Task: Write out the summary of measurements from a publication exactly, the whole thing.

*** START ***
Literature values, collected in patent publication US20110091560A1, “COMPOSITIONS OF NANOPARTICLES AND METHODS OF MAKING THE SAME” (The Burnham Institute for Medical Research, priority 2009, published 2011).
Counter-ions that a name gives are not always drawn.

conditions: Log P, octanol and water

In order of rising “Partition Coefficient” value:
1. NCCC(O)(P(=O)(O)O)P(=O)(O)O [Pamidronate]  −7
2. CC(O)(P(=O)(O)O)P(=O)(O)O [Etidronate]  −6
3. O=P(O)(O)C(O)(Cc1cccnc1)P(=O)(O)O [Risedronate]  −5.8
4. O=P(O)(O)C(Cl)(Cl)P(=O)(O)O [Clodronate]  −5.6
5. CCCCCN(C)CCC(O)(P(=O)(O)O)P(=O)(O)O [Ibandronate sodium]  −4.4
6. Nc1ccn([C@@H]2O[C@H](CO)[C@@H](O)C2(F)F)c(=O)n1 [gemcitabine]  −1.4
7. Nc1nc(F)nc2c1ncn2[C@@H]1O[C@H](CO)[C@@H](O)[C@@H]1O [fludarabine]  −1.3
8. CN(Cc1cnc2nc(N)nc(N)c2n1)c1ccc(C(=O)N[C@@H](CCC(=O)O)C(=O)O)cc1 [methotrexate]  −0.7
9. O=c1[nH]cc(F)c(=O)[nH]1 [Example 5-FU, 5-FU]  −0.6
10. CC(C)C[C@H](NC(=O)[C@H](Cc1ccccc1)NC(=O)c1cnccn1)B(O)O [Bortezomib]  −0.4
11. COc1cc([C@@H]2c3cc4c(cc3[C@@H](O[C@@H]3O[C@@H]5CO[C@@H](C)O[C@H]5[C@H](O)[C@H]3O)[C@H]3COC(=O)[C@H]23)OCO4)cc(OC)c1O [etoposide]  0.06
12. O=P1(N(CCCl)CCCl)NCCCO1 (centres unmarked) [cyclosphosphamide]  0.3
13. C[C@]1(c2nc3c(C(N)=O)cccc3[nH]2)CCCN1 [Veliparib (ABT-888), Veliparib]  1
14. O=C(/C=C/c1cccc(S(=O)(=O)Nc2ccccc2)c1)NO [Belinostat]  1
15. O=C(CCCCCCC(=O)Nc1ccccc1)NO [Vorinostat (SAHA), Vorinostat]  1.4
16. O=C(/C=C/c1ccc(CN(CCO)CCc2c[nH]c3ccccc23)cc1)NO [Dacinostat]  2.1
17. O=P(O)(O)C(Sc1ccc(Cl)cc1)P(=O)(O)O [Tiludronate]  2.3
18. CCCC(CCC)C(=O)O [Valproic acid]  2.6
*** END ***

Literature values, collected in patent publication US20110091560A1, “COMPOSITIONS OF NANOPARTICLES AND METHODS OF MAKING THE SAME” (The Burnham Institute for Medical Research, priority 2009, published 2011).
Counter-ions that a name gives are not always drawn.

conditions: Log P, octanol and water

In order of rising “Partition Coefficient” value:
1. NCCC(O)(P(=O)(O)O)P(=O)(O)O [Pamidronate]  −7
2. CC(O)(P(=O)(O)O)P(=O)(O)O [Etidronate]  −6
3. O=P(O)(O)C(O)(Cc1cccnc1)P(=O)(O)O [Risedronate]  −5.8
4. O=P(O)(O)C(Cl)(Cl)P(=O)(O)O [Clodronate]  −5.6
5. CCCCCN(C)CCC(O)(P(=O)(O)O)P(=O)(O)O [Ibandronate sodium]  −4.4
6. Nc1ccn([C@@H]2O[C@H](CO)[C@@H](O)C2(F)F)c(=O)n1 [gemcitabine]  −1.4
7. Nc1nc(F)nc2c1ncn2[C@@H]1O[C@H](CO)[C@@H](O)[C@@H]1O [fludarabine]  −1.3
8. CN(Cc1cnc2nc(N)nc(N)c2n1)c1ccc(C(=O)N[C@@H](CCC(=O)O)C(=O)O)cc1 [methotrexate]  −0.7
9. O=c1[nH]cc(F)c(=O)[nH]1 [Example 5-FU, 5-FU]  −0.6
10. CC(C)C[C@H](NC(=O)[C@H](Cc1ccccc1)NC(=O)c1cnccn1)B(O)O [Bortezomib]  −0.4
11. COc1cc([C@@H]2c3cc4c(cc3[C@@H](O[C@@H]3O[C@@H]5CO[C@@H](C)O[C@H]5[C@H](O)[C@H]3O)[C@H]3COC(=O)[C@H]23)OCO4)cc(OC)c1O [etoposide]  0.06
12. O=P1(N(CCCl)CCCl)NCCCO1 (centres unmarked) [cyclosphosphamide]  0.3
13. C[C@]1(c2nc3c(C(N)=O)cccc3[nH]2)CCCN1 [Veliparib (ABT-888), Veliparib]  1
14. O=C(/C=C/c1cccc(S(=O)(=O)Nc2ccccc2)c1)NO [Belinostat]  1
15. O=C(CCCCCCC(=O)Nc1ccccc1)NO [Vorinostat (SAHA), Vorinostat]  1.4
16. O=C(/C=C/c1ccc(CN(CCO)CCc2c[nH]c3ccccc23)cc1)NO [Dacinostat]  2.1
17. O=P(O)(O)C(Sc1ccc(Cl)cc1)P(=O)(O)O [Tiludronate]  2.3
18. CCCC(CCC)C(=O)O [Valproic acid]  2.6